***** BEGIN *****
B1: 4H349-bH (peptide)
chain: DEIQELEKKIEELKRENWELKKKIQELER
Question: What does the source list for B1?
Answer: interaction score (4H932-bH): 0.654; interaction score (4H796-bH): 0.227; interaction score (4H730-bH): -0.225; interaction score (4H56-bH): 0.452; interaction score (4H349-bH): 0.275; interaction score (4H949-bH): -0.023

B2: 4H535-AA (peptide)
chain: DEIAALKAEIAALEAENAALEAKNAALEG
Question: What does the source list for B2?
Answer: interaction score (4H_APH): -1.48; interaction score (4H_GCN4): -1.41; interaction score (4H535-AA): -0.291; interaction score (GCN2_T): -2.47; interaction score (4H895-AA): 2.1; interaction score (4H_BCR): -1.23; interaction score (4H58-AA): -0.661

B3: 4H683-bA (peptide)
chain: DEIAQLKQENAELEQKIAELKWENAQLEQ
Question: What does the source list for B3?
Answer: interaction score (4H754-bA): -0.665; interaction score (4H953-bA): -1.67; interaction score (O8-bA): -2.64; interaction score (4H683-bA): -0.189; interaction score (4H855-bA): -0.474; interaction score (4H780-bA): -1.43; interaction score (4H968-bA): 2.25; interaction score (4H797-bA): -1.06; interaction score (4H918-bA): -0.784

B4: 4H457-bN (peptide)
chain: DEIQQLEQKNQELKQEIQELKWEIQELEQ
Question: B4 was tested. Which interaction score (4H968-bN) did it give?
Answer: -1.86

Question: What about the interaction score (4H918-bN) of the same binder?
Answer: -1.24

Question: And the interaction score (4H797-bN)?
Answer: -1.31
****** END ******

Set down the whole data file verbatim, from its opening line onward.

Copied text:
B1: 4H349-bH (peptide)
chain: DEIQELEKKIEELKRENWELKKKIQELER
Question: What does the source list for B1?
Answer: interaction score (4H932-bH): 0.654; interaction score (4H796-bH): 0.227; interaction score (4H730-bH): -0.225; interaction score (4H56-bH): 0.452; interaction score (4H349-bH): 0.275; interaction score (4H949-bH): -0.023

B2: 4H535-AA (peptide)
chain: DEIAALKAEIAALEAENAALEAKNAALEG
Question: What does the source list for B2?
Answer: interaction score (4H_APH): -1.48; interaction score (4H_GCN4): -1.41; interaction score (4H535-AA): -0.291; interaction score (GCN2_T): -2.47; interaction score (4H895-AA): 2.1; interaction score (4H_BCR): -1.23; interaction score (4H58-AA): -0.661

B3: 4H683-bA (peptide)
chain: DEIAQLKQENAELEQKIAELKWENAQLEQ
Question: What does the source list for B3?
Answer: interaction score (4H754-bA): -0.665; interaction score (4H953-bA): -1.67; interaction score (O8-bA): -2.64; interaction score (4H683-bA): -0.189; interaction score (4H855-bA): -0.474; interaction score (4H780-bA): -1.43; interaction score (4H968-bA): 2.25; interaction score (4H797-bA): -1.06; interaction score (4H918-bA): -0.784

B4: 4H457-bN (peptide)
chain: DEIQQLEQKNQELKQEIQELKWEIQELEQ
Question: B4 was tested. Which interaction score (4H968-bN) did it give?
Answer: -1.86

Question: What about the interaction score (4H918-bN) of the same binder?
Answer: -1.24

Question: And the interaction score (4H797-bN)?
Answer: -1.31